Brick-tastic! Ladybird meets a LEGO® Master Builder

LEGO® Master Builder Duncan Titmarsh is the UK’s only LEGO certified professional and he clearly has a passion – as well as an amazing talent – for designing and building LEGO artwork and sculptures. We managed to persuade him to down bricks for a few minutes so we could quiz him about his fantastic job!

Tiger
A 5ft LEGO Tiger cub for Stella McCartney, built by Duncan and his team

1.    How did you become a LEGO Master Builder? Was it a childhood passion for LEGO that got you started?  

Yes I had LEGO as a child and the passion carried on into my adult life.  A lot of the skills I use today, I first acquired when I encountered LEGO as a youngster.

2.    What was your most challenging build and what big build are you most proud of? 

We installed a 12m tall Christmas Tree at St Pancras Station in 2012 and I enjoyed that build the most as it was our first very big build and the most epic build we’ve undertaken. It took eight weeks for four of us to build it and then a further two weeks to install, working every night as we had to keep the concourse clear during the day! In terms of challenging designs, we are always pushing the boundaries at LEGO and we recently recreated the engine of a Rolls Royce.  It’s great to be able to work on such interesting projects and to create iconic buildings.


2878_Lego-Christmas-Tree

Duncan adding the finishing touch to the St Pancras Christmas Tree

3.    Have you had any disasters?  

Not really – although we did drop a model after building it, but that was only once!

4.    We know kids still love LEGO, despite the draw of the digital world. Why do you think LEGO is still captivating children?

With LEGO bricks you can still create with your imagination. I think there will always be a place for LEGO and that parents and children alike enjoy the tactile nature of handling each brick to build models. There is such a sense of achievement when a project is finished and although it can be broken down and the pieces used again and again, it’s a tangible monument that can be passed around, photographed and shown off – that’s something you just can’t do with a computer game! I think parents are also mindful that LEGO can enhance skills in a number of areas too – it’s a strategic and logical process that involves maths (not least counting the bricks and working out what is required) and design. And, believe me, there is no more fun way to learn!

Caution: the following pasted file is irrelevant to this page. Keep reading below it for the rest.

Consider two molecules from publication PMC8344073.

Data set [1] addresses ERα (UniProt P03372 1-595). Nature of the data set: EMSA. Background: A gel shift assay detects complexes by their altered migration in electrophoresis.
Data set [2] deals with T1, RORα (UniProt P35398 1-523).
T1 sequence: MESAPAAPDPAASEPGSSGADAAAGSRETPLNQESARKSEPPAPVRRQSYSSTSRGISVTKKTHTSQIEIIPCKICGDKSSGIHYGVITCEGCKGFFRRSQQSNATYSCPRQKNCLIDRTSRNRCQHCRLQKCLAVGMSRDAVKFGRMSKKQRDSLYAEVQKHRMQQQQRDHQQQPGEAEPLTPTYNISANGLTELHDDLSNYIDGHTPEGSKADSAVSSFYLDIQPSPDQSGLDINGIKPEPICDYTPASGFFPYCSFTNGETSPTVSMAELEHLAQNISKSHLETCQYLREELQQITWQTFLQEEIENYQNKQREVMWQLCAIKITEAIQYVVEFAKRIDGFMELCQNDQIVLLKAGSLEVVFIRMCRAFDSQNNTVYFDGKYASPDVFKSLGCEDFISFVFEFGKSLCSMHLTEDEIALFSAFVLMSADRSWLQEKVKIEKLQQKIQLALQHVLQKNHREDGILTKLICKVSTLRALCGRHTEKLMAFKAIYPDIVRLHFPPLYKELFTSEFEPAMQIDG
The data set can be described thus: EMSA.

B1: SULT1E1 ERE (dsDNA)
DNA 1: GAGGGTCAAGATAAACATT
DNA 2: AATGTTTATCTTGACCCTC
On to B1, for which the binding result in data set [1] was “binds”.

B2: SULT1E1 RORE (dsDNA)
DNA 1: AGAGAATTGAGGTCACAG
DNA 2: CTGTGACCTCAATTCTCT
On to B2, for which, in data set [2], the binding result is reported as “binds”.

Birmingham Bullring Shopping Centre
Even the Birmingham Bullring Centre has been modelled in LEGO by Duncan and his team

5.    LEGO Friends is going down a storm with young girls (a bit of a shopping frenzy was witnessed in the Shop at LEGOLAND this summer!). Do you think we will see more girls building with LEGO? Perhaps a female Master Builder in the future?

Yes girls are getting into building more and we already have a female LCP (LEGO Certified Professional).

6.    Your company, Bright Bricks www.bright-bricks.com has worked with an amazing range of brands and people. You’ve also produced some incredible builds – we loved the  LEGO Olympic Stadium Model and the representation of the Olympic Skyline/East Village. Can you tell us a little bit more about these projects?

Each build is different and has to be approached in different way.  Recreating the Rolls Royce engine was particularly tricky as it had to include moving parts. It took us six weeks to build and we even had to head over to the Rolls Royce factory in Derby to make sure our final creation was as accurate as possible. The Olympic stadium was just done for fun but definitely one of the most distinctive buildings we’ve worked on, ogled by global audiences of millions throughout the Summer. The east village was a live build so people could watch as we built – I love these interactive installations; it’s exciting to see the reaction of the public and their enthusiasm is so contagious!


Lego rolls royce engine

The  recreation of  a Rolls-Royce engine in LEGO (amazing!)


 Olympiclegostadium01

The LEGO Olympic Stadium Model was built to celebrate the 2012 Olympics – it  was the centrepiece of an interactive event where members of the public were invited to place their own minifigure into the seated area of the Stadium.

7.    What’s next for Bright Bricks – any projects you can tell us about?

We have been asked to build another engine for Rolls Royce and we have just completed a large book for DK. Other projects are on the way but we are not allowed to say. I'm currently working on a live build at the Milestones Museum in Basingstoke.

Take a look at the new LEGO Friends books and enter our fantastic LEGO Friends competition.

The LEGO logo and the Minifigure are trademarks of the LEGO Group Copyright © 2013 The LEGO Group

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